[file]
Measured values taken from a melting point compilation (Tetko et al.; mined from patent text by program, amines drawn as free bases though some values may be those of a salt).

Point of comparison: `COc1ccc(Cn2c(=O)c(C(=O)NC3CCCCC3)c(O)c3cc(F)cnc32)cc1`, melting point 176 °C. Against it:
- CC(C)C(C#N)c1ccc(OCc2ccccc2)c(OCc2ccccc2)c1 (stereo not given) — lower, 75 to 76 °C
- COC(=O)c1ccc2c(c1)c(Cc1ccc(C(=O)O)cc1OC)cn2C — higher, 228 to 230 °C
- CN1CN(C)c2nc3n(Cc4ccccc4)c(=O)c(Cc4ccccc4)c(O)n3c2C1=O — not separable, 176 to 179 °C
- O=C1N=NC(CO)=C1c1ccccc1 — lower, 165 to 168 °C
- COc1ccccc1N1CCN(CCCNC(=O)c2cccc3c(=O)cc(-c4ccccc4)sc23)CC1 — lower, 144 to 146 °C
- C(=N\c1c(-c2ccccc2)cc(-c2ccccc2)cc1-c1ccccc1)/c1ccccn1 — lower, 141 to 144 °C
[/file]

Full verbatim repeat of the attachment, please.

Measured values taken from a melting point compilation (Tetko et al.; mined from patent text by program, amines drawn as free bases though some values may be those of a salt).

Point of comparison: `COc1ccc(Cn2c(=O)c(C(=O)NC3CCCCC3)c(O)c3cc(F)cnc32)cc1`, melting point 176 °C. Against it:
- CC(C)C(C#N)c1ccc(OCc2ccccc2)c(OCc2ccccc2)c1 (stereo not given) — lower, 75 to 76 °C
- COC(=O)c1ccc2c(c1)c(Cc1ccc(C(=O)O)cc1OC)cn2C — higher, 228 to 230 °C
- CN1CN(C)c2nc3n(Cc4ccccc4)c(=O)c(Cc4ccccc4)c(O)n3c2C1=O — not separable, 176 to 179 °C
- O=C1N=NC(CO)=C1c1ccccc1 — lower, 165 to 168 °C
- COc1ccccc1N1CCN(CCCNC(=O)c2cccc3c(=O)cc(-c4ccccc4)sc23)CC1 — lower, 144 to 146 °C
- C(=N\c1c(-c2ccccc2)cc(-c2ccccc2)cc1-c1ccccc1)/c1ccccn1 — lower, 141 to 144 °C